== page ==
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The changing face of prostate cancer in British Columbia 1988-2000
Radiation Oncology Program and Genito-Urinary Tumour Group, British Columbia Can
Jun 2002 (Vol. 9, Issue 3, Pages( 1551 - 1557)

Abstract

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  • OBJECTIVE: To evaluate changes of prostate cancer incidence, referrals, stage, treatment and outcomes delivered in British Columbia since the 1980's.

    MATERIALS AND METHODS:

    Examination of the BC Provincial Tumour Registry, BC Cancer Agency (BCCA) and BC Medical Services Plan databases.

    RESULTS:

    The number of incident cases increased linearly from 1980 through 1990. Between 1991 and 1995 a harvesting effect was seen due to unofficial PSA screening, balanced by a post-harvest effect between 1995 and 1998. Since 1999 the incidence has resumed the linear trend extrapolated from the 1980's. The age-standardised incidence rate has recently risen in younger (<65yrs) men. The incidence of metastatic cancer has dropped from 14% of cases referred to the BCCA in 1988 to 3.5% in 2000. A steady proportionate increase in T1 and T2 referrals has occurred since 1988. PSA levels at referral are lower (mean PSA 10 nmol/L in 2000 versus 15 nmol/L in 1990. Gleason scores are higher, likely reflecting changes of interpretation of pathological grade. The number of men receiving any curative therapy has increased from 43% in 1990 to 53% by 1999, and the proportion treated with surgery has increased from 30% in 1990 to 50% by 2000. Mortality rates have been falling since 1991, and BC has the lowest mortality rate in Canada.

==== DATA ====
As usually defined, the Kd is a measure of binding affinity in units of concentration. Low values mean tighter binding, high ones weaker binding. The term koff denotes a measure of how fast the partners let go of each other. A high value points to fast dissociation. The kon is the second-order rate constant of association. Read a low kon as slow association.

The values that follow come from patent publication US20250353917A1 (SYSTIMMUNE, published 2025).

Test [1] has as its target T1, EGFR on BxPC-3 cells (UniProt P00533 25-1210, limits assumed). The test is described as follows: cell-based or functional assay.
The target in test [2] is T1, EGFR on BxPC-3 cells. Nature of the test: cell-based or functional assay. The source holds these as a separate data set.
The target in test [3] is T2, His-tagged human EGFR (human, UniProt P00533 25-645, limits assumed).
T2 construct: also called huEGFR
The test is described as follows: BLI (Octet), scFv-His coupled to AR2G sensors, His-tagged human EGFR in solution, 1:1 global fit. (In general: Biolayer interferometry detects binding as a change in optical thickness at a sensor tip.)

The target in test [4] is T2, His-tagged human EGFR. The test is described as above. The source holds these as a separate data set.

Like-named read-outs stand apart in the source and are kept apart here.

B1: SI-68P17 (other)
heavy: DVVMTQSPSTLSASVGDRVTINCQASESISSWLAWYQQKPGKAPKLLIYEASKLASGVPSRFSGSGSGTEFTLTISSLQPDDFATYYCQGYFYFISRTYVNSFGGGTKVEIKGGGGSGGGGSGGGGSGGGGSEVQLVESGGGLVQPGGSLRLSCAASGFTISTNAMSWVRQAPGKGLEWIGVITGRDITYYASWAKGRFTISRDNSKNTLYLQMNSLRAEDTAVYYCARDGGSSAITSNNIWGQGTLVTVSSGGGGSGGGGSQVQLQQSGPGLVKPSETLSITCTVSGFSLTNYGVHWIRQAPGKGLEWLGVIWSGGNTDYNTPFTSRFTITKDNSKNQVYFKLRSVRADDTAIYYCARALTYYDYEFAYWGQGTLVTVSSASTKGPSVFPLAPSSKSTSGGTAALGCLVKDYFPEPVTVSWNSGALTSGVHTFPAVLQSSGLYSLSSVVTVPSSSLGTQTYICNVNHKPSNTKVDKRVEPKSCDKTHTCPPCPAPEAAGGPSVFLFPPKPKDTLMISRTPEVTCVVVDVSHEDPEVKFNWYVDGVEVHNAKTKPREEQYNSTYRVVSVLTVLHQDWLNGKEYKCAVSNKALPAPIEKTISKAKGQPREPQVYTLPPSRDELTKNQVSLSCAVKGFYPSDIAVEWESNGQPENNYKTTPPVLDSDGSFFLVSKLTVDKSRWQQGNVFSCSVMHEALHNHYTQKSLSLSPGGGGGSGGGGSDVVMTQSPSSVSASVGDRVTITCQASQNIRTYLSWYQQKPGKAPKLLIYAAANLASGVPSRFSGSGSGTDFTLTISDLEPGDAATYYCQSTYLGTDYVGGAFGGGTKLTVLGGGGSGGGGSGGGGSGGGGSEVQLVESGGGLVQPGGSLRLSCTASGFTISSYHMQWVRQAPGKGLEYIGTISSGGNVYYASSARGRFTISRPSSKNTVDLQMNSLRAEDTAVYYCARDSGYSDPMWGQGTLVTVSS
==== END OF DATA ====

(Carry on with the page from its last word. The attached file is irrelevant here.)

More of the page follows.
CONCLUSIONS:

    Predictions of incidence have been beset by unanticipated external factors, and have underestimated actual incidence. Stage migration towards better prognosis tumours occurring in younger men has led to the increased use of surgery and brachytherapy and decreased use of external radiation.

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